And obviously in preparation for the show today, I may have stopped you, as I do the majority of my guests that are coming on board. When I went to the website which is www.beanninjas.com,  I really loved the wonderful wealth of blog articles you had, because it wasn’t just focused on bookkeeping, it was focused on business collectively. So, if you are a listener, obviously you can head to www.beanninjas.com.  But for those who want to know more about your services, or your social media platforms, etcetera, can you tell us a little bit about where they might be able to find you?

MERYL:

So, our blog is one of the best resources. That’s where we put a lot of time into that with weekly content. Could also connect with me on LinkedIn, which is Meryl Johnston, and I can give you the link for that, or also me on Twitter and that’s the same.

ANGELA:

No, perfect. Again, for those who are out there probably shaking their head going, “Yep, bookkeeping. Not really sure what it entails. Accounting, don’t really know what it entails.” I would encourage you to get a hold of Meryl and her team, so you have an opportunity to at least start planting the seed. You might not use her services right away, but it’s something that even if you just read some articles and start getting your head around bookkeeping and accounting and how it impacts your business positively and or negatively, I think it’s always a great start.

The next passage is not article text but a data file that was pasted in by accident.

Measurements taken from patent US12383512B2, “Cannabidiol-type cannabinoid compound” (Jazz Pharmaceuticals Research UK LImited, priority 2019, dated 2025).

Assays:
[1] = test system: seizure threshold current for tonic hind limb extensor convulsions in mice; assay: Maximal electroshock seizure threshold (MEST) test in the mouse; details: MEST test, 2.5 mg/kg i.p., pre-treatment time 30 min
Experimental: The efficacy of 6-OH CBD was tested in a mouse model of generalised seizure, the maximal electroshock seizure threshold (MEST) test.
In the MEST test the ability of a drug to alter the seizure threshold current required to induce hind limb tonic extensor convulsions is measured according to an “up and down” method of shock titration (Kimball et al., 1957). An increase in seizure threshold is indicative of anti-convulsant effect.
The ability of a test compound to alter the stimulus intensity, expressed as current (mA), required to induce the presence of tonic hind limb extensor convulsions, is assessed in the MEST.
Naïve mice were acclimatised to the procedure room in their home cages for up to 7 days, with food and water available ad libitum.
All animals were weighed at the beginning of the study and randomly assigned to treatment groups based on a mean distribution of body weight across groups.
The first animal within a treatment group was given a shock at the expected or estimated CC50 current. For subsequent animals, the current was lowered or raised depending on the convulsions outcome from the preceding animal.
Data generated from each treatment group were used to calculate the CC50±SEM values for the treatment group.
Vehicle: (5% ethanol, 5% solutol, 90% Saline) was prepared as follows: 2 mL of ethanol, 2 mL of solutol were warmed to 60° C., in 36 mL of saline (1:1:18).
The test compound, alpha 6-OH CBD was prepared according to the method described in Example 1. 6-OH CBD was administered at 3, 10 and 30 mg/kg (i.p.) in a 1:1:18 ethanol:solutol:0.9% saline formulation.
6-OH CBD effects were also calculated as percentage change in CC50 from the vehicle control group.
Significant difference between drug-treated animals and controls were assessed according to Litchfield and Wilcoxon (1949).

Now, before I either begin my podcast or when I end my podcast, I always like to ask the question, because I think it’s important we don’t just know Meryl, who is a Bean Ninjas awesomeness levelless woman ever, but for me, you’re also a surfer, you like to surf a little. But if I had to ask you, what is the one mantra that you’re currently living by right now, what would that be?

MERYL:

Oh, putting me on the spot. That’s a hard one. So, I have a lot, there’s lots of quotes that I love. And I read a lot of business books. And I can’t think of the specific phrase, but it’s something around perfectionism. I can’t think of exactly how the wording of it, but it’s basically about getting things done and executing and finishing things rather than getting slowed down by perfectionism. So, I haven’t said that very eloquently, but I think it’s really important when you’re running a small business to ship things and get things out to customers and learn from that. So, don’t let perfectionism get in the way of that.

ANGELA:

Yep. Because I think again, sometimes you want it so perfect that you don’t take action, do you, whatsoever? And Dan Norris, someone who we both know, he talks about failing fast. Fail fast, get on with it and see if obviously you’ve taken the action, you’ve either succeeded or failed. But if you do fail, move on very quickly and onto the next thing. But don’t, like you said, kind of sit in that level of, “Oh, it didn’t work.” Or, “Oh, it’s not perfect.” Just rock and roll man. Just crank it out.